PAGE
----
magman1979badmonkcurtis hannahlkruppzeus423baconstangcincymacwatto_cobra
  • Reply 6 of 233
    The reduced price for the replacement battery is much more reasonable for a phone battery. I hope this stays low. 
    dysamorianetmagemuthuk_vanalingamstantheman
  • Reply 7 of 233
    It was the right thing to do so well done Apple. Now let’s hope they make battery replacement easily accessible (ie no arguing with a genius guy who insists your battery is just fine even if you suspect otherwise).

    lets also hope this comms is widely reported by the media just like he problem has been. 

    extra info in the iOS update will be welcomed to make informed choices (simply  - how many cycles has my battery been charged, how much has the capacity degraded , is my phone being throttled , and perhaps an estimate of how long till it needs a replacement). 
    netmagewatto_cobra
  • Reply 8 of 233
    Seeing an opportunity from Apple's public relations crisis, some competitors this week issued statements to say that they do not throttle the processing power of older devices.

    That was not a publc relations “crisis” but an engineering and testing issue at first place. Slowness claims started with the release of iOS 11, and testing, locating and fixing the issue took until this date. Apple has identified the issue in adequate time and immediately communicated its findings and solutions. There is no “public relations crisis” at all, but some media outlets and trolls won’t stop and will continue to push to create an artificial crisis, even after that. As always, their efforts will be futile...

    racerhomie3cornchiph2ppscooter63bb-15watto_cobrajony0
  • Reply 9 of 233
    pdbreske said:
    And for those users who do not know or care about how their phones actually work (i.e. the vast majority of users), the software update will lead to some phones randomly shutting down without warning and yet another class-action lawsuit against Apple for "intentionally putting out a software update that degrades the iPhone's reliability." Fuc*ing lawyers.
    That’s not what the letter says. They’re not dropping the power management feature. They’re going to add a battery health status feature.
    78BandittmayStrangeDayscornchippscooter63netmagerepressthiswatto_cobrastanthemanjony0
  • Reply 10 of 233
    VRingVRing Posts: 108member
    They're only doing this after they got caught, and it still doesn't help users that already changed devices.
    dasanman69digitolZooMigoraclark77williamlondonmuthuk_vanalingamtechprod1gyrepressthisbr
  • Reply 11 of 233
    Just finished reading the letter, and the linked info about Lithium-Ion batteries and how things work, and I think Apple handled that beautifully.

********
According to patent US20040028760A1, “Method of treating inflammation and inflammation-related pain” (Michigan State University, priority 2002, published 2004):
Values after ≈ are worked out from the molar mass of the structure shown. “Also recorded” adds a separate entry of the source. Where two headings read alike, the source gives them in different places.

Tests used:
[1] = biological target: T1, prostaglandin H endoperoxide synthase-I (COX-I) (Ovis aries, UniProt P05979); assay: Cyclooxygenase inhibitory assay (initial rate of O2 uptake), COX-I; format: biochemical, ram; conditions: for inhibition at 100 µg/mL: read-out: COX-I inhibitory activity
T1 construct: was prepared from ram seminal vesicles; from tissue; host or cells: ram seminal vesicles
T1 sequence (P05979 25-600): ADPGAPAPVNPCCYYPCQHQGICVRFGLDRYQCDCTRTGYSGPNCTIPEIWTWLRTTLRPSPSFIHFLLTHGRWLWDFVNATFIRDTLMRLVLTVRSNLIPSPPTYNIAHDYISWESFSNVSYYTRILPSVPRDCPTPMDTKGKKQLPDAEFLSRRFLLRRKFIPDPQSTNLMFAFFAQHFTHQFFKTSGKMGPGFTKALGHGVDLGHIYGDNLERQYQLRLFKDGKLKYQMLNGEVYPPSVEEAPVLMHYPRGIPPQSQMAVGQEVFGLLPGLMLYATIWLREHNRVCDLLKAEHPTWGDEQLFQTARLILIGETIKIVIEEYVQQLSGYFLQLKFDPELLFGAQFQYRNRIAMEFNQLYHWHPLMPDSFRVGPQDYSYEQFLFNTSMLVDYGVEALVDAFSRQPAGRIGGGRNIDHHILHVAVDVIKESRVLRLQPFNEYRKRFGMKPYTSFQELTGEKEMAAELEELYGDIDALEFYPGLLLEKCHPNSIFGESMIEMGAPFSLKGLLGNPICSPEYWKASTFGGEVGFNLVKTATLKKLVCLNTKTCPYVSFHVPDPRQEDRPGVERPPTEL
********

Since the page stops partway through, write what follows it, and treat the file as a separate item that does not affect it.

I agree to a point. Yes. Apple did the right thing here, but I feel they missed an opportunity about a year ago. This update that will let you know the health of the battery should have happened with the changes in iOS 10.2.1. Had they done this at that time, all of this wouldn't be as big of a deal now (which is it shouldn't be anyway) and they wouldn't have to had lower the battery replacement charge. Hindsight, right?
    esummersnetmagewatto_cobra
  • Reply 12 of 233
    Well done Apple - a good recovery, just hope it gets the press it deserves
    caddyman33watto_cobrajony0
  • Reply 13 of 233
    Good job Apple. This should calm down some of those conspiracy theorists.The cheaper batteries should help too.
    watto_cobrajony0
  • Reply 14 of 233
    k2kwk2kw Posts: 1,249member
    VRing said:
    They're only doing this after they got caught, and it still doesn't help users that already changed devices.
    Pretty evident that Tim knew about this and Approved this last year otherwise he would make a Sr executive walk the plank like Forstall had to.   Remember he also let Uber get a away with some dirty stuff - never yanked them out of the apps store - just a stern talking to.   Lol.
    VRingwilliamlondon
  • Reply 15 of 233
    Reminds me of ‘VW defeat device scandal’.
    williamlondon
  • Reply 16 of 233
    jungmarkjungmark Posts: 6,543member
    This is what they should've done in the first place  
    dysamoriawilliamlondonnetmagemuthuk_vanalingam
  • Reply 17 of 233
    VRingVRing Posts: 108member
    knowitall said:
    Reminds me of ‘VW defeat device scandal’.
    The end result was a performance loss and a certain amount of money back.

    Both Apple and VW only acted after getting caught. If not they would have both continued without the consumer's knowledge.
    ZooMigodysamoriawilliamlondonmuthuk_vanalingamsingularityrepressthis
  • Reply 18 of 233
    What about (third party) battery health apps, by the way?
  • Reply 19 of 233
    ...I wish Apple would explain the inability of iMac pro (and macbook pro) design to accommodate user ram and drive flexibility...
    While I've read arguments for soldered ram optimizing narrower tolerance tuning speed, the iMac Pro is socketed...?
    OEM batteries too may have such concerns, yet is it reasonable to ask if iPhone batteries may be cheaper than extended lawsuits?
  • Reply 20 of 233
    k2kwk2kw Posts: 1,249member
    All in all it's a very good letter even if Tim is a the top of the conspiracy.

    although it would be better if this price was permanent.

    Also Android phone makers can't charge more than $29 for battery replacements - if you charge more than Apple its price gauging.